Vitamin A for non-measles pneumonia in children

Acute respiratory infections, mostly in the form of pneumonia, are the leading cause of death in children under five years of age living in low-income countries. Vitamin A supplementation has been found to reduce mortality and the severity of respiratory infections in children with measles. This updated review was undertaken to assess the effectiveness of vitamin A adjunctive therapy in children with non-measles respiratory infections, particularly pneumonia.

We found six trials (1740 participants) that used vitamin A adjunctive therapy in children with non-measles pneumonia. There was no significant reduction in mortality or duration of hospital stay. Supplementary high-dose vitamin A may result in a worsening of the disease, and low-dose vitamin A significantly reduces the recurrence of bronchopneumonia. Moderate-dose vitamin A significantly reduces the time to remission of signs in children with normal serum retinol. The possible reason of the lack of benefit of vitamin A in non-measles pneumonia is that the effects of vitamin A may be disease-specific, with vitamin A only being effective when pneumonia is complicated with measles. Further high-quality research is required.

Authors' conclusions: 

The evidence does not suggest a significant reduction in mortality, measures of morbidity, nor an effect on the clinical course of pneumonia with vitamin A adjunctive treatment in children with non-measles pneumonia. However, not all studies measured all outcomes, which limited the number of studies that could be incorporated into the meta-analyses, so that there may have been a lack of statistical power to detect statistically significant differences.

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Background: 

Acute respiratory infections, mostly in the form of pneumonia, are the leading causes of death in children under five years of age in low-income countries. Some clinical trials have demonstrated that vitamin A supplementation reduces the severity of respiratory infections and mortality in children with measles.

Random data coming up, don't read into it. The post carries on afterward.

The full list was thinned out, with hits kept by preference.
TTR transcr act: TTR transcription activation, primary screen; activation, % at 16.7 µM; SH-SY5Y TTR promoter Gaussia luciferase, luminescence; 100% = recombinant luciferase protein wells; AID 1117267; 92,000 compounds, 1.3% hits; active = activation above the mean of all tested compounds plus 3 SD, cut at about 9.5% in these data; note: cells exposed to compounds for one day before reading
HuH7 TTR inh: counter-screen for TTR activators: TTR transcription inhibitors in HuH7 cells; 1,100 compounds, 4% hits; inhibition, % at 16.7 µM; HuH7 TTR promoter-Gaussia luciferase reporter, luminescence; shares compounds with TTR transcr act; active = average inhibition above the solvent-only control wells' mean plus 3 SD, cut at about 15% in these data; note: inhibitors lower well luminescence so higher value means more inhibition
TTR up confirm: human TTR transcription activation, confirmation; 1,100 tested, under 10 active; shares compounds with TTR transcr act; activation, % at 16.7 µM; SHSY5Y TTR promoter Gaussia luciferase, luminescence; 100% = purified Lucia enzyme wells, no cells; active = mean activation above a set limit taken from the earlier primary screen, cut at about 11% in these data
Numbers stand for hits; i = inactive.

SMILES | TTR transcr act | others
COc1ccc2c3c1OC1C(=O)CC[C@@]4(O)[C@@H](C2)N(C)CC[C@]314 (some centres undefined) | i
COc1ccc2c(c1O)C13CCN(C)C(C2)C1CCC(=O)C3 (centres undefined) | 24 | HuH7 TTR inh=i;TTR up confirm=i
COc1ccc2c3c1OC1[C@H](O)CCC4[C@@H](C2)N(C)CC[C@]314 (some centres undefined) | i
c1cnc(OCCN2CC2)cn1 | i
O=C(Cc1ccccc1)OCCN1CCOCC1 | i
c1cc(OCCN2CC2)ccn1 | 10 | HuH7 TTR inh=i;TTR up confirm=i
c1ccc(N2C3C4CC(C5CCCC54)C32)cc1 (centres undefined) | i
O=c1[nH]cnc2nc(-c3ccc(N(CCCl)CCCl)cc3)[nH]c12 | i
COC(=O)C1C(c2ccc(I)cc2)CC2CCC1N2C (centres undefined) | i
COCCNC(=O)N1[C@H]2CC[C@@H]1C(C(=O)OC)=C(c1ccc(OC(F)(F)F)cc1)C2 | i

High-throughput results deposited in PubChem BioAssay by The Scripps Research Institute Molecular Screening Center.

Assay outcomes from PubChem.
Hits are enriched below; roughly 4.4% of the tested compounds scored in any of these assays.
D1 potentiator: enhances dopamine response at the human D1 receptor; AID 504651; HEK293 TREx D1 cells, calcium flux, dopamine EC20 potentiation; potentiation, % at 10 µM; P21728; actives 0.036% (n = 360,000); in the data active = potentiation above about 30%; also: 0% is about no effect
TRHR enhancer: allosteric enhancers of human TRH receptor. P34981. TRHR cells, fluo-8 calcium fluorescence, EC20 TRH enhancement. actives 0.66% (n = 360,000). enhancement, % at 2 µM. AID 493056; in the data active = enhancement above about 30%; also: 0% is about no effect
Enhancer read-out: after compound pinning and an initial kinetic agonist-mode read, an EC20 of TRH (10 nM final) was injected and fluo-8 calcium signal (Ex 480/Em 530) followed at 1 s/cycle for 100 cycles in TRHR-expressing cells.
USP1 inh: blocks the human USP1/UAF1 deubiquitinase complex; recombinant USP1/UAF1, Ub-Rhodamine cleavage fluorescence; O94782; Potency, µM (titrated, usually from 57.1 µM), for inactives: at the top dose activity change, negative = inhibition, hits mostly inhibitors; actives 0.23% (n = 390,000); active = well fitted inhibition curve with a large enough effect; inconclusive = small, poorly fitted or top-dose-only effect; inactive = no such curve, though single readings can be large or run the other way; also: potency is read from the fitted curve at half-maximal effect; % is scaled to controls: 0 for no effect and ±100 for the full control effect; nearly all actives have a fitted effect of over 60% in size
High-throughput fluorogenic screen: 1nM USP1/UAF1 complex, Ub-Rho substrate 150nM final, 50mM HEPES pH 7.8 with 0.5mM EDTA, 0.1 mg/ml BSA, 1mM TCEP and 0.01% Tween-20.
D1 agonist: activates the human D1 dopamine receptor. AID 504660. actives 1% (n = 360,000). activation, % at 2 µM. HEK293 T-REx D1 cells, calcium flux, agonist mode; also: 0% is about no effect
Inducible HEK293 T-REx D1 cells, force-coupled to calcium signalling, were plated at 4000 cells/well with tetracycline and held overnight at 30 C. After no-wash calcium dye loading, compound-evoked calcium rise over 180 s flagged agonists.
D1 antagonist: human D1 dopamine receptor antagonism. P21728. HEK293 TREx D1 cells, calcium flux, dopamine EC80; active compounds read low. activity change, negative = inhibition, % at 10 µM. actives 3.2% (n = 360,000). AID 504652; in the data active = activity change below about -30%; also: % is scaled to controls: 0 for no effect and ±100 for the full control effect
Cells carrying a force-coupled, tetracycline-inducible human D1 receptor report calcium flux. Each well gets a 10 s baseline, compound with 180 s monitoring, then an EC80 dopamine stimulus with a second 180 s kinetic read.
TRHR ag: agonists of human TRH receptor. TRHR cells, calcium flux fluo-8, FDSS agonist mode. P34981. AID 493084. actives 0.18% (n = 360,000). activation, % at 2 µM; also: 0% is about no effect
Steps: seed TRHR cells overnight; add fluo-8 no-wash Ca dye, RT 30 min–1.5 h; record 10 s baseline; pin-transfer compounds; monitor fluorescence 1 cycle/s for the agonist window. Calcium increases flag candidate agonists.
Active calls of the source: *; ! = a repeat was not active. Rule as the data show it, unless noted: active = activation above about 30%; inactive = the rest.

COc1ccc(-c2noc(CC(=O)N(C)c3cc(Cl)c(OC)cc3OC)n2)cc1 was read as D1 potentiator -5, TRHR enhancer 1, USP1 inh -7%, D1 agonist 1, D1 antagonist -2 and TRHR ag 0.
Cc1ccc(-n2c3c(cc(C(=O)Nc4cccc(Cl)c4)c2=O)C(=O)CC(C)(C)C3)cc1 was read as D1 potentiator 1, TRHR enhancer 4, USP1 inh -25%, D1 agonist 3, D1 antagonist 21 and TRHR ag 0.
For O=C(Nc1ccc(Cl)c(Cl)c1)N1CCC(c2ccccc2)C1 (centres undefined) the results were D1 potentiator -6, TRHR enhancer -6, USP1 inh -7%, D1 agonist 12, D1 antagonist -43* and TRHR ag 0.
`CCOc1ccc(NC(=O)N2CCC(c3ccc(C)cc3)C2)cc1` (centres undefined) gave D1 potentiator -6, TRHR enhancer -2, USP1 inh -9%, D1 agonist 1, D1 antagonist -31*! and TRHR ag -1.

Objectives: 

To determine whether adjunctive vitamin A is effective in children diagnosed with non-measles pneumonia.

Search strategy: 

We searched The Cochrane Library, Cochrane Central Register of Controlled Trials (CENTRAL 2010, issue 3) which contains the Acute Respiratory Infections Group's Specialised Regsiter, MEDLINE (1996 to July week 3, 2010), EMBASE (1990 to August 2010), LILACS (1985 to August 2010), CINAHL (1990 to August 2010), Biological Abstracts (1990 to August 2010), Current Contents (1990 to August 2010) and the Chinese Biomedicine Database (CBM) (1994 to June 2010).

Selection criteria: 

Only parallel-arm, randomized controlled trials (RCTs) and quasi-RCTs, in which children (younger than 15 years of age) with non-measles pneumonia were treated with adjunctive vitamin A, were included.

Data collection and analysis: 

Two review authors independently extracted data and assessed trial quality. Study authors were contacted for additional information.

Main results: 

Six trials involving 1740 children were included. There was no significant reduction in mortality associated with pneumonia in children treated with vitamin A compared to those who were not (pooled odds ratio (OR) 1.29; 95% confidence interval (CI) 0.63 to 2.66). Also, there was no statistically significant difference in duration of hospital stay (mean difference (MD) 0.08; 95% CI -0.43 to 0.59). Disease severity after supplementary high-dose vitamin A was significantly worse compared with placebo. However, low-dose vitamin A significantly reduced the recurrence rate of bronchopneumonia (OR 0.12; 95% CI 0.03 to 0.46). Moderate vitamin A significantly reduced the time to remission of signs in children with normal serum retinol (> 200 ug/L).

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